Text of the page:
To enable us to take advantage of these employment opportunities, the bridge over the Dornoch Firth would be critical. I believe also that it would ease to some extent the immediate problem of Ross and Cromarty. It is important to note the anxiety that has been expressed by the chief planning officer not about the possibility of dealing with this question in the long term but about the problem of meeting the needs of the industry that is there now in the short term. These needs, I believe, can be met by opening up some of the jobs at least to those now living in Sutherland. Also, the advantage to those living and working in Easter Ross of being able to travel north to Sutherland and enjoy recreation there hardly needs underlining.

What about cost? The figure put on this project in 1968 by the Scottish Development Department was £1 million for the crossing, including the approach roads. It has to be admitted that the cost has probably escalated in the time which has elapsed to something nearer the £1,800,000 calculated by the development officer of Sutherland on the basis of the costs of bridging the Kyle of Tongue. It is not for me to spell out how the project might be carried out, but it might be by causeway and bridges or by a dam with sluices. The cost might be approximately the same in each case but it is partly to discover that that the Government should embark on an engineering study straight away, to carry out the necessary preliminary inquiry into the most economic way of bridging the Dornoch Firth.

On costs, I should make a minor debating point. If the Government are prepared to spent £30 millon on a gunnery range at Tain, it is not too much to ask them to spend £1.8 million on this new bridge, which would be of lasting and inestimable value.

The matter is put into perspective by the admirable assessment in the Glasgow Herald by Aeneas Allen who estimated that by the end of the century £1,000 million would have been invested by industry in connection with the oil industry in the area. The Highlands and Islands Development Board considered this a matter of importance and the Secretary of State has told me that it regarded it as a project having the highest priority which should be considered as early as possible.

The secretary to the Board wrote as follows: The Board's attitude to the proposed bridge remains as before. We regard it as second in priority to Ballachulish. We feel that the provision of a bridge over the Dornoch Firth at Meikle Ferry will be a logical and important development both for East Sutherland and Caithness and, in a few years' time, for Orkney when the roll-on/roll off ferries are operating. Now that Ballachulish has been accepted and the Secretary of State has approved the crossings over the Beauly and Cromarty Firths we now regard the Dornoch Bridge as the next major improvement to be secured. What is the attitude of the Government? It remains somewhat obfuscated In 1970, just before the General Election, the then Minister of State, my hon. Friend the Member for Greenock (Dr. Dickson Mabon), said that the Dornoch Firth crossing was principally a communication question with planning and developmental advantages which were largely self-evident. He said that an engineering investigation was needed with a cost benefit evaluation.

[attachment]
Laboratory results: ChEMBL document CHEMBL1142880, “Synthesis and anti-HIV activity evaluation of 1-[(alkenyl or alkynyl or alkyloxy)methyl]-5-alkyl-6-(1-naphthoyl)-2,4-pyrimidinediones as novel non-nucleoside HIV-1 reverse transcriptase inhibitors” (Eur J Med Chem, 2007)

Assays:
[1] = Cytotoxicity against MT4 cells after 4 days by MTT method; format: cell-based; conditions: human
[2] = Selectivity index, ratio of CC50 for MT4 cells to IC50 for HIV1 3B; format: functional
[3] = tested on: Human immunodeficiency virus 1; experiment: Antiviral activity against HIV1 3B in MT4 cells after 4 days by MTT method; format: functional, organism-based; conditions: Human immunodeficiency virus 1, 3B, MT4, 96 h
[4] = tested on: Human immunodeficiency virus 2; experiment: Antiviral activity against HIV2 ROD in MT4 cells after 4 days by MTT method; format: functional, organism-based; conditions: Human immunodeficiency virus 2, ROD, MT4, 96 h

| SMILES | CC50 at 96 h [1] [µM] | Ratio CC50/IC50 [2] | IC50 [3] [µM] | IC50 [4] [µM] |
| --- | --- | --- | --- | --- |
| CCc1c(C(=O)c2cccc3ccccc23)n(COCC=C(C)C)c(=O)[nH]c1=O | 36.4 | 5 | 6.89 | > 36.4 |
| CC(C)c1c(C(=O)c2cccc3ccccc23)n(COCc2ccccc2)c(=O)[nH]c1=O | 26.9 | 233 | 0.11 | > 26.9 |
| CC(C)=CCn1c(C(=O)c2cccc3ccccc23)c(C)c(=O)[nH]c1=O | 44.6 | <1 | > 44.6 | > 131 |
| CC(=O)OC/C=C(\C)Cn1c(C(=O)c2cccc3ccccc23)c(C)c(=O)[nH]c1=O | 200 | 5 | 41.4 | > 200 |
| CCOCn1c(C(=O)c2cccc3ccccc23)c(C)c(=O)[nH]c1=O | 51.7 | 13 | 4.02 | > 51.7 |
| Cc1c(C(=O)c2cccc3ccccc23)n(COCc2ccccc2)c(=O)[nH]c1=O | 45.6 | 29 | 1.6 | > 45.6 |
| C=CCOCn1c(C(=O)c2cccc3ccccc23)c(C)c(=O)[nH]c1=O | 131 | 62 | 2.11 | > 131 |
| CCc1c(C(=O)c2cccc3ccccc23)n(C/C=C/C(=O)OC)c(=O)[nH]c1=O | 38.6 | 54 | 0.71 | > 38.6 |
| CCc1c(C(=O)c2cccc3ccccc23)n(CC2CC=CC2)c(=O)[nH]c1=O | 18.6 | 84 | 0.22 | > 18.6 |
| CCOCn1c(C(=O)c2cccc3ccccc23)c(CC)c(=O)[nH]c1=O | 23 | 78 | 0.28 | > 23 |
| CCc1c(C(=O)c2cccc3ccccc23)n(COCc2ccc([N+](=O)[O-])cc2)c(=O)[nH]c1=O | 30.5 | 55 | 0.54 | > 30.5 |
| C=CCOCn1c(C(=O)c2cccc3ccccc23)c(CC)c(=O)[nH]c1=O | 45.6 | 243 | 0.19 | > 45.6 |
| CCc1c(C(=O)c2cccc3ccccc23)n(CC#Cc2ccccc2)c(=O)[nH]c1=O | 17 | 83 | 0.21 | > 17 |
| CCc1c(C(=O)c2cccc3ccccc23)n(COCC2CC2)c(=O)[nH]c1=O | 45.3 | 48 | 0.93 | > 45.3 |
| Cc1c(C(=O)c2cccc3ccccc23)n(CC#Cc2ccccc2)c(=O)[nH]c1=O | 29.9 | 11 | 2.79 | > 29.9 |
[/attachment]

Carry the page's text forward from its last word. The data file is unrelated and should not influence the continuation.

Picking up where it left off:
I agreed with that then and I agree now. That is the situation and the Government should get on with it. What are they doing? It is unclear from the various parliamentary replies I have had from the Government what their intentions are. It was suggested in the Under-Secretary of State's letter to me of 4th February, 1971, that we might do well to wait to take advantage of the development of technology in bridge building, but if that is what we have to wait for we shall have to wait a long time and population drift will have become so disastrous that Sutherland's future will be in question. Do we have to wait for the growth of the tourist traffic rate to justify this in cost benefit terms? That would be a long time.

Do we have to wait until the A9 road to Inverness is completed? If so, we shall have to wait until the end of the decade before the envisaged bridge can be built. Surely the Government do not believe that to be advisable. Do we have to wait until the Cromarty and Beauly bridges are completed? That would not be in the best interests of the northern Highlands as a whole. It will not be before 1978 at the earliest.

I hear that the Government have let the cat out of the bag. It was reported in The Press and Journal of 30th April, 1971, that the deputy chief road engineer of the Scottish Development Department, Mr. R. A. H. Allen, spoke of there being: just a possibility that some time later"— that is after the Beauly and Cromarty Firths were bridged— there would be a crossing of the Dornoch Firth. That was headed: Over the Firths by 1980. If that is the position, will the Minister come clean tonight and say that not until 1980 can we expect to have that firth bridged? Then we can make our plans accordingly. If that is not the position, will he say that we are to be able to take advantage of the economic developments taking place in the oil industry in Easter Ross and give us a proper estimate of when this will happen?

11.11 p.m.

The Under-Secretary of State for Development, Scottish Office (Mr. George Younger)